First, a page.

Well this post was longer than intended. But it helped me figure out what I need to do. Things have been quiet on the financial front. Oil is dropping like I figured it would before the winter. Seems like everyone has their finger in the air waiting to see which way the wind is blowing before they hit the panic! button or not. One item that is of note is that jobless claims are up by 7k. That's never good.

I'm watching to see how much stock the Federal Reserve buys of Freddie Mac and Fannie Mae. Then again it's Friday, or bank-closing-day. We should start a weekly pool of how many banks fail, we can bet cans of beans instead of money.

Wednesday, August 6, 2008

Read what you eat

A good friend of mine is a health-junky these days. The amount of time I've put into Survival, firearms practice, etc is about 1/2 of what he's done in nutrition, exercise, etc. the one thing he's hammered into me is to read what the hell your eating.

For example I never liked white bread, I've preferred wheat. But not all wheat breads are the same. There is a German Dark Wheat made by Pepperidge Farms that's got 3 grams of fiber per slice, where the Home Pride wheat I liked as a kid has only 1 gram of fiber. It's a little more money, but more fiber means it's better for you. they even have breads with flax for healthy Omega-3 fats.

Take a look at a bottle of Coke and your going to freak out with the amount of sugar in it. I mean just might as well dump a bowl of sugar in a glass of water and drink it. Look at the differences between all-natural peanut butter vs. Jif. Or check out the amount of salt in one of those microwave-meals the officeworkers tend to get - the lean cuisine and such.

We should be growing all our own food and eating it, but for those of us who can't - start reading the labels, and you can make better decisions on what you eat. I can guarantee you that if you actually read what a Big Mac is nutritionally your not going to want to have one.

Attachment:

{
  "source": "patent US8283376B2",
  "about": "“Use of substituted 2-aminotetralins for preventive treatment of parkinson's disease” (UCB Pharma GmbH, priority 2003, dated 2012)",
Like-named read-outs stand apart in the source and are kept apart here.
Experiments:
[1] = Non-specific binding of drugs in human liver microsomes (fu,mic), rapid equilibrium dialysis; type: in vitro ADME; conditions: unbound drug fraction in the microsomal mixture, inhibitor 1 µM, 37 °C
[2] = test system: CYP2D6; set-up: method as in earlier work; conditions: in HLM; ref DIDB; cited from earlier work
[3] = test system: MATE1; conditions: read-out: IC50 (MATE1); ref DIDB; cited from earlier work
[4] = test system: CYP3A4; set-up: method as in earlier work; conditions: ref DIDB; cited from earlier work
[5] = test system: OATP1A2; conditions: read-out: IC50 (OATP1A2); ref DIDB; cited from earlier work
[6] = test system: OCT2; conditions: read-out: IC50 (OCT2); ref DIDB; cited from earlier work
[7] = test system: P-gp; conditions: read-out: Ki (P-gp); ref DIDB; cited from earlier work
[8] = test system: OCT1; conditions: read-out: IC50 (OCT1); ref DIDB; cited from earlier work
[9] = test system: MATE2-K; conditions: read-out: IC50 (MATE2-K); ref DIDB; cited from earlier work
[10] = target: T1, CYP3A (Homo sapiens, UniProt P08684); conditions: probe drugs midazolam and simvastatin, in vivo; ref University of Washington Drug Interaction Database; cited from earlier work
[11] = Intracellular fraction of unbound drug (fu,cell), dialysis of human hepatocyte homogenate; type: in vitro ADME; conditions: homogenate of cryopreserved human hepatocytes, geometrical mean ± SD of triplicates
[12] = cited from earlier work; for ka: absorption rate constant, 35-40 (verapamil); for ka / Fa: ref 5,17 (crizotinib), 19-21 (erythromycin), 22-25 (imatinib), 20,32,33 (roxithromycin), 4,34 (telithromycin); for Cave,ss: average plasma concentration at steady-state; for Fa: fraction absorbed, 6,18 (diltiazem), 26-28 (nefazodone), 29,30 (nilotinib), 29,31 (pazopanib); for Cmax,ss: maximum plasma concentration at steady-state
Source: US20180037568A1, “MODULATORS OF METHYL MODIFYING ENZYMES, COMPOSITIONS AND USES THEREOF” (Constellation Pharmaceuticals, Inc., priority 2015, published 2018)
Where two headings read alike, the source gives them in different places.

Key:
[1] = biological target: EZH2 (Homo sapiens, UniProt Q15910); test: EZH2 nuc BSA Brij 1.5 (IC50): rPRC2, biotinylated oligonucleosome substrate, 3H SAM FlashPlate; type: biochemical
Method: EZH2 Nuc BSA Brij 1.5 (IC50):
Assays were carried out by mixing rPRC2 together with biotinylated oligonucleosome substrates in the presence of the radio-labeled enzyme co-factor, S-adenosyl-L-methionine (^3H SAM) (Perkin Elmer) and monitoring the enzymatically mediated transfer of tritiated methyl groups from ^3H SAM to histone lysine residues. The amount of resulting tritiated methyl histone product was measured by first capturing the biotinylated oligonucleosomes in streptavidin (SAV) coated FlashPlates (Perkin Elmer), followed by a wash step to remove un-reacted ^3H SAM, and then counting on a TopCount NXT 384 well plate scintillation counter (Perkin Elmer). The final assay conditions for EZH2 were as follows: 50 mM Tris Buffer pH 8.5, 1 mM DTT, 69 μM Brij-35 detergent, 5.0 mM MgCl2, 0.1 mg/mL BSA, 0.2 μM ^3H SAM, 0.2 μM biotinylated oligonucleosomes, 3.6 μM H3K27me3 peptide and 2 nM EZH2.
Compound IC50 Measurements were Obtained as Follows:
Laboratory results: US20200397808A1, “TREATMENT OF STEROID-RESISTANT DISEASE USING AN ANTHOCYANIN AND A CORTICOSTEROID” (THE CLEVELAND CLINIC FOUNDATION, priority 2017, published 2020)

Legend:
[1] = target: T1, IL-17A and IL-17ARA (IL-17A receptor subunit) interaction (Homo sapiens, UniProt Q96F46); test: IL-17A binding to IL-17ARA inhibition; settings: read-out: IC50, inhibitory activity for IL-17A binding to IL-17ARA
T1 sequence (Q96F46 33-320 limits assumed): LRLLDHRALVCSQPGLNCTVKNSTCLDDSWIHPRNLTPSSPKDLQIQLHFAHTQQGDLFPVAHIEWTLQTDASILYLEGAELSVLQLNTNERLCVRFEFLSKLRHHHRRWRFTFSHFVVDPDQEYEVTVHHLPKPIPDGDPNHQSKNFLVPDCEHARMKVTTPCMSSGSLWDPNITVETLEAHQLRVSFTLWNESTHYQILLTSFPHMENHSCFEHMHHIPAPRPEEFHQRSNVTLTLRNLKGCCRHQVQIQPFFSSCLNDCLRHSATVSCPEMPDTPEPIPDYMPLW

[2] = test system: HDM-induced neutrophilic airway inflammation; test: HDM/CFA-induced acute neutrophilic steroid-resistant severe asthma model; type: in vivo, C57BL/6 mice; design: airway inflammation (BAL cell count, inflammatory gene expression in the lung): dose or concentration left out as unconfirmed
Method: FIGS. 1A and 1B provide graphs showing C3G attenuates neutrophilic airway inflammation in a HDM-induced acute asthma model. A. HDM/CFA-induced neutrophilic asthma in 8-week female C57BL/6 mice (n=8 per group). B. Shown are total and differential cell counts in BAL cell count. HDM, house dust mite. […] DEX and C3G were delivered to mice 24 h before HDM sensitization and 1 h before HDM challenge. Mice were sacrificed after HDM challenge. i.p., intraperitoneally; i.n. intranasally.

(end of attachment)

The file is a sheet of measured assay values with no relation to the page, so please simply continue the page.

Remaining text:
Most of the time the "regular" food is better for you than the "fat-free" or "low-fat" versions. The take out the fats (which make you feel fuller - so smaller portions) and pump in corn syrup. It's "fat-free" until your insulin goes bonkers from the sugar and then makes it pure fat. Fat-free so long as it's not eaten! I'm a Hellman's mayonnaise fan, and they have a version that's not fat-free, but has Omega-3's for fats instead of the bad fats. Just so you know Omega-3's are the fats in fish and flax seed that are wicked good for you.

Now I'm not saying to become a food Nazi like my buddy and eat 8 meals a day with pre-and post workout shakes and such. What you should be doing is educating yourself on the foods you do eat, so you can make minor changes that have a huge impact on your health. Just getting the better wheat bread, or the healthiest yogurt, or using EV olive oil instead of corn oil.

Part of survival is providing for you and your families health. The first thing you need to do is take that food triangle the FedGov has been pimping for years and cram it up their ass. We NEED fat as biological creatures to survive. The trick is to eat the better ones.

Now that I got you all gung-ho to eat healthy, there is one thing my food-Nazi buddy says we must absolutely do. And it's cheat on the diet. Once a week you should eat whatever the heck you want for one meal. It's actually healthier for you to eat crap once a week than not too. I'll have to see about getting him to do a guest article sometime, because when he starts to explain it it goes over my head. I do know one thing though, when you have a cheat meal a week it's a hell of a lot easier to stay on the diet the rest of the week. You can pass on the ice cream on Tuesday, because Saturday night you got a date with cheese ravioli with meat sauce, garlic bread, and a pint of Ben and Jerry's Oatmeal Cookie Chunk!

Tuesday, August 5, 2008


Well sorry for dropping off the face of the earth the last week. I was on-call for my job, which means I'm the company I.T. bitch for the week. Not only are there lots of additional work that must be done during the week, you are constantly paged with every conceivable issue that you got to fix. This, of course, happens all night as well.

So what happens when you don't get regular sleep for a week? I am a bit of an extreme example of these affects, as I really, really need to get 6-7 hours a night. Some do fine with 5-6 hours of sleep a night, but there are long term effects for burning the candle at both ends.

Everyone can go one night without sleep. You'll be a little dazed, and operating at about 80-90% of what you'd be if you were fully rested. If your getting 3-4 hours of interrupted sleep a night, after 5 days your about 50% effective. In my job as an IT guy, it's really easy to type the wrong command and delete data by accident. The only way to deal with this is to go SLOW and check everything twice.

Now if the poop hits the fan, well then we are all going to be low on sleep, especially the first few weeks. In order to work around these issues, you need to plan ahead.